Date of Publication


Document Type


Degree Name

Doctor of Philosophy in Sociology

Subject Categories

Educational Technology | Sociology


College of Liberal Arts


Behavioral Sciences

Thesis Advisor

Myla M. Arcinas

Defense Panel Chair

Marlon D. Era

Defense Panel Member

Dennis S. Erasga
Melvin A. Jabar
Crisanto Q. Regadio Jr.
Aileen V. Elarco


This cross-sectional study determined and explained the role of schools’ adoptive environment in technology acceptance and digitized pedagogy of teachers. Likewise, it identified the essential elements constituting the schools’ adoptive environment that aid in the introduction, implementation, and sustaining of innovations in the form of integrating digital technologies into its existing practices. The study was participated by 210 Filipino Junior and Senior High School teachers from selected private and public schools in the National Capital Region. Random sampling and opt-in panel were used as population sampling techniques. A researcher-made survey tool was generated to gather the data using the Google Form application. Items in the survey tool were adopted from 2001 Use, Support, and Effect of Instructional Technology (USEIT) of Bebbell et al. and 1989 Technology Acceptance Model (TAM) of Davis. The survey tool was pilot tested to 16% of the total sampling size and yielded an overall Cronbach’s Alpha of 0.929. The data collected were analyzed using path analysis and confirmatory factor analysis with the trial copies of the programs SPSS version 20 and AMOS version 23. The results of the path analysis reveal that the schools’ clarity of vision and training determined the technology acceptance of teachers (B=0.79, B=-1.10). In addition, the study found out that the schools’ rules on using digital technologies determined the digitized pedagogy of teachers (B=0.82). Furthermore, results reveal that the technology acceptance of teachers influenced their digitized pedagogy (B=0.41). Overall, the results of this study reveal that clarity of vision, quality of training, and implementation of rules on innovations are the essential elements of schools’ adoptive environment that helped in innovating its existing practices. Results of the study contribute to the limited number of research in Sociology of Education that explain the process of adopting innovations in organizations. In addition, results could serve as foundation of the schools and other organizations in designing or redesigning its existing technology integration practices.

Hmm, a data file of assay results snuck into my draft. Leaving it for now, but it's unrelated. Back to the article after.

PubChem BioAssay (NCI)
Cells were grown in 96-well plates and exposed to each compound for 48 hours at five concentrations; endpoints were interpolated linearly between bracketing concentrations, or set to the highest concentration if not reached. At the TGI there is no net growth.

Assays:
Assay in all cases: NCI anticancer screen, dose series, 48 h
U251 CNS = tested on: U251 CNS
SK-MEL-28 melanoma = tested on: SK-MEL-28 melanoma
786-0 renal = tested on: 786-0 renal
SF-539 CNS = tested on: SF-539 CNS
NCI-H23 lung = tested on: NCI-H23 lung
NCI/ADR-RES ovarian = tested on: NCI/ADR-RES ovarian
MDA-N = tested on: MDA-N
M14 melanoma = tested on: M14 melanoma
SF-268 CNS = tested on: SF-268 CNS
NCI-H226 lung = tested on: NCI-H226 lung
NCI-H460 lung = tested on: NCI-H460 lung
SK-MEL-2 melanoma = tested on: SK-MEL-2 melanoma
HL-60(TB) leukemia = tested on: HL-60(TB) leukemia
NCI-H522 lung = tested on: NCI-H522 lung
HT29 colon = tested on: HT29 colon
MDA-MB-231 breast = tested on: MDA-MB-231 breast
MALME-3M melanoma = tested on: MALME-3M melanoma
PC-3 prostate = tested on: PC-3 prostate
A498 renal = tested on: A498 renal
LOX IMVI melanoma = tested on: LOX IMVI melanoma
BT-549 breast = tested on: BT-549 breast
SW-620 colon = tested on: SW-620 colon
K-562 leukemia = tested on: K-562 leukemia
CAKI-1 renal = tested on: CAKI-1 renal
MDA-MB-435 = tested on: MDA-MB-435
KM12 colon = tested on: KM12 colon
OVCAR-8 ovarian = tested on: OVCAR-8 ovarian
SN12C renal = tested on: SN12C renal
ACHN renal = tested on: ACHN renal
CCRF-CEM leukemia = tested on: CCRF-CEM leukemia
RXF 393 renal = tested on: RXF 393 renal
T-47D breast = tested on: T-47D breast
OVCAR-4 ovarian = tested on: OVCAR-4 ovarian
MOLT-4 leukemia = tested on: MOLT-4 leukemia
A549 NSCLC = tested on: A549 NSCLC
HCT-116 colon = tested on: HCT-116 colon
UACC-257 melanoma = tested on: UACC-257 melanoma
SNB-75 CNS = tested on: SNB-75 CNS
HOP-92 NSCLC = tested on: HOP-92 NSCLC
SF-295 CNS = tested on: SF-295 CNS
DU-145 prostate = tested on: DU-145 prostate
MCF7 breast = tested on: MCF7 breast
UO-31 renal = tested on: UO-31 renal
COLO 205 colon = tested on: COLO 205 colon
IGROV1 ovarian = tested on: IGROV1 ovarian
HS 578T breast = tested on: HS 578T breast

Abstract Format






Physical Description

177 leaves


Education--Study and teaching; Educational technology--Philippines; Teachers--Philippines; Teaching--Aids and devices

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